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Expert Outlines The Three Grayest Areas Of Obama’s Big Nuclear Deal

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Erica Wenig Contributor

With the Iran deal signed, President Barack Obama is trying to persuade Congress the agreement is acceptable, but some Washington analysts aren’t convinced.

Robert Satloff, an expert at The Washington Institute for Near East Policy, released an analysis of the agreement, pinpointing three major issues.

In Sotloff’s first point, Iran will be able to postpone any inspection of its nuclear sites for 24 days. “While it may take more than 24 days to scrub clean a massive underground enrichment facility, there is a lot of illicit activity that Iran can hide with 24 days notice,” he wrote.

Secondly, any violation of the agreement’s terms, whether or small or large, will theoretically result in a snapping back of sanctions against Iran. “That is like saying that for any crime — whether a misdemeanor or a felony — the punishment is the death penalty. In the real world, that means there will be no punishments for anything less than a capital crime,” according to Satloff.

The concept of reinstating sanctions has been criticized by observers who say a snap back is historically unprecedented. In his third point, Satloff says Iran will abandon the limits imposed by the deal if sanctions are restored, so the U.S. likely won’t have the political will to punish Iran for breaking the agreement unless it commits a major offense.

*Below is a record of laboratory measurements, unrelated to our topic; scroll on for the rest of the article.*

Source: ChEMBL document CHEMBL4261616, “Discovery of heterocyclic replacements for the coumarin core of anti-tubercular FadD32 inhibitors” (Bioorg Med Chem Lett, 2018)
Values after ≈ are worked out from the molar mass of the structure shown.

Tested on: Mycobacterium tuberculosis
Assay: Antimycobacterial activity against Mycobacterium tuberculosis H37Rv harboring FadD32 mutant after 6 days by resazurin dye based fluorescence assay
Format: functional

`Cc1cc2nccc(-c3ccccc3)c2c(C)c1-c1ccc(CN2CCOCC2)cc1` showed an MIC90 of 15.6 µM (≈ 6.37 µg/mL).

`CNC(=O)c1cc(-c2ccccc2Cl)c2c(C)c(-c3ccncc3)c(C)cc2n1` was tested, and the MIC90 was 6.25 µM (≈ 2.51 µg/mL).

Iran and six world powers struck an agreement to limit Tehran’s nuclear capabilities in exchange for the lifting of economic sanctions in Vienna Tuesday.

Delivering a speech early that morning, Obama claimed the deal “stopped the spread of nuclear weapons.” Iran will receive sanctions relief over time, as it fulfills the agreement’s requirements, according to the president. He emphasized “all sanctions” will be snapped back into place if Iran violates terms. (RELATED: The 6 Most Problematic Statements In Obama’s Iran Speech)

Obama addressed the nation Wednesday, speaking with reporters on the details of the controversial deal. But when questioned about why the agreement didn’t address the status of Americans imprisoned on trumped up charges in Iranian prisons, Obama told the CBS News correspondent his question was “nonsense” and that he “should know better.”

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